March 17, 2017
38'40 S 178'01 E
At four the next morning, when the tide went for us, we backed out of the slip. For a moment I panicked, thinking I was heading into the sea wall, then sorted out the lights and found the channel. Soon we were riding a tail wind and just after slack water, picked up the east flowing current out of Wellington, entering the Cook Straight just as the sky started to lighten.
The winds were light for the next thirty-nine hours and so we sailed when we could and motored the rest. We arrived in Gisborne in the early evening of the second day just beating a gale with hard rain that was to last several days.
Stuck in port, we rented a car and drove through the downpour to Wairoa for a night and on to Urewera. We aimed to test our legs on the hiking trails in what used to be a national park but is now a person.
The personhood was explained at the newly opened Maori welcome center, an architecturally pleasing glass and wood sustainable structure on the shore of the misty mountain lake that centers the area. A young lady explained that this was compromise worked out by the Maoris, who hold that this land was always theirs and the government who claimed it for the Crown and designated it a national park.
Now, 'just like a person, this land belongs to itself', she explained. I wondered who the lawyered this brilliant compromise.
A week later the winds finally changed to the south and we left into what became 30-40 gale force with very rough seas washing over the deck. It gave us what we call the 'runaway train' experience-moving very fast, close to the edge of control with three reefs in the main and just the staysail set.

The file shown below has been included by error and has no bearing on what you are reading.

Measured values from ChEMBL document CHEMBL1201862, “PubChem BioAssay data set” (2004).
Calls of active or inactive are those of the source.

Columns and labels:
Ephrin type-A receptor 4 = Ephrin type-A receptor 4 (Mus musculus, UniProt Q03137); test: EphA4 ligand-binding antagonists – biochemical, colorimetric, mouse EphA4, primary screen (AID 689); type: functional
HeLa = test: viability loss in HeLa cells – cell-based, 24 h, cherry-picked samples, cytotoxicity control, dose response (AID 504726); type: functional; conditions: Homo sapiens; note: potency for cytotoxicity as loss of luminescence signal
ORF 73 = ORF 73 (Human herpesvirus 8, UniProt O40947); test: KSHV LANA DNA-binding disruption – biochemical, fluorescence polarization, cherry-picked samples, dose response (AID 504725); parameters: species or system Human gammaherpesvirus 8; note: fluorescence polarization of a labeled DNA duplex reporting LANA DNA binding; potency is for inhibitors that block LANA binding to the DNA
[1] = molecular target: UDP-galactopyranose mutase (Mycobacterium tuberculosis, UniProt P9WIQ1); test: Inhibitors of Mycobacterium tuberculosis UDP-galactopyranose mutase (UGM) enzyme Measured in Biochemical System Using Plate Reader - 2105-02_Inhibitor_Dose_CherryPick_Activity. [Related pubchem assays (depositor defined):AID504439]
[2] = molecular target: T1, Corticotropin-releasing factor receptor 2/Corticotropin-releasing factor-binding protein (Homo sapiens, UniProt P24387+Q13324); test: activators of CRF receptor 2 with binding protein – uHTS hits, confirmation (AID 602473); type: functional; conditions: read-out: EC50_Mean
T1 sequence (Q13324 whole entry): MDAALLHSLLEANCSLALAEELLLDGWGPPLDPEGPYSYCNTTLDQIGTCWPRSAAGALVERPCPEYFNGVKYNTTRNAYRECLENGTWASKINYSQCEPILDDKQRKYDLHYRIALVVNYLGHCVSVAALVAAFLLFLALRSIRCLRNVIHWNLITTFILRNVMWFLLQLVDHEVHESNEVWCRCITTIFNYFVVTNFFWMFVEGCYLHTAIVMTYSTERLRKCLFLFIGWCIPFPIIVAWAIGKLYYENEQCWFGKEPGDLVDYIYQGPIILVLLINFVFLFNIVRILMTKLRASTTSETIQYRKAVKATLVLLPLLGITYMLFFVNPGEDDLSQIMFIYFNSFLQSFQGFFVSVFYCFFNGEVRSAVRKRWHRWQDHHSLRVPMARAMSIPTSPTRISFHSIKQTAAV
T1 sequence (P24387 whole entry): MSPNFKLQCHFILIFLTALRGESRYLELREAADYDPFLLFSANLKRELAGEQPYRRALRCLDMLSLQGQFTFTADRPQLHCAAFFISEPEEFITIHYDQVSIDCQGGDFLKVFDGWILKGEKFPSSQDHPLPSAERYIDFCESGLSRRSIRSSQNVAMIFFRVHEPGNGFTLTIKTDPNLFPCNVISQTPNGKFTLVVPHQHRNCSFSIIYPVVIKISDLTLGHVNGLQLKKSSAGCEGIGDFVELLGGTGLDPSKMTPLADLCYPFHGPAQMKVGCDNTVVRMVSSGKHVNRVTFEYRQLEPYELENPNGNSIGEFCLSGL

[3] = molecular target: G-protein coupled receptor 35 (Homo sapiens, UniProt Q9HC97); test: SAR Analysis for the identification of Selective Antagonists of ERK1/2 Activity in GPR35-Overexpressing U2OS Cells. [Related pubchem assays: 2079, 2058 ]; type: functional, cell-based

After thirty-six hours we arrived in the dark in the sheltered waters of Great Barrier Island's green mountained Port Fitzroy.
We slept until the sun finally made it over the mountains and shone down into our eyes. We dragged our bodies out of bed and, to atone for the late start, we set out for exercise.
We moved to Kaiarara Bay, dropped the dingy into the water and were soon facing the green sign with gold letters posting hours to trail destinations. Mentally I wanted to climb to Mt. Hobson which we had done twice before, the last time twelve years ago. But we decided that the seven hour round trip after the pounding we had just been through would be the equivalent of an NFL double header. We opted for the four hour return up the stream through the fern forest. The hike took us to the remains of dam where, a hundred years ago, Sequa sized Keri trees waited after felling to be flushed down to the shore in a thunderous flood that could be heard and felt for miles.
After our 'day off' it is time to go. We have a date in the Bay of Islands to go fishing with Jos and Kelly Archer who already have their hooks in the water, eighty miles north of here. We are on our way.
March 19, 2017
Pareanui Bay, Bay of Islands
We met Kelly and Jos for a day of catching and releasing. The snapper were biting but the minimum size is over a foot long and none of mine were keepers. Jos managed to find three so we did have a fish fry.
March 22, 2017
Before we head offshore I always put on the harness and Jeannie hoists me to the top of the mast to look at all the fittings top to bottom. This time I found a problem. I am waiting for a rigger to arrive to look at a broken strand in one of the stays.
Onora has a massive rig and I am confident we could safely sail to Brisbane with the one broken strand but it is a warning sign and so we will replace the stay.
I have alerted customs both here, to let them know we are leaving, and in Australia, to let them know we are coming. We may leave as early as Saturday as one of the four models shows good winds for the passage but the others disagree. We will not leave until all are in alignment.
The often wrong predictions are for light winds. If true we will motor half of the way. If so we will fish. I have my lures ready.
This is our first offshore trip for over two years and will take a week to cross the Tasman Sea to Brisbane Australia. Jeannie says she is ready to go. Onora is ready.
In the early days of sail there were no weather forecasts and when the ship was ready the boat left. Now we have access to four weather models so we wait but soon we will be back at sea. We will miss New Zealand.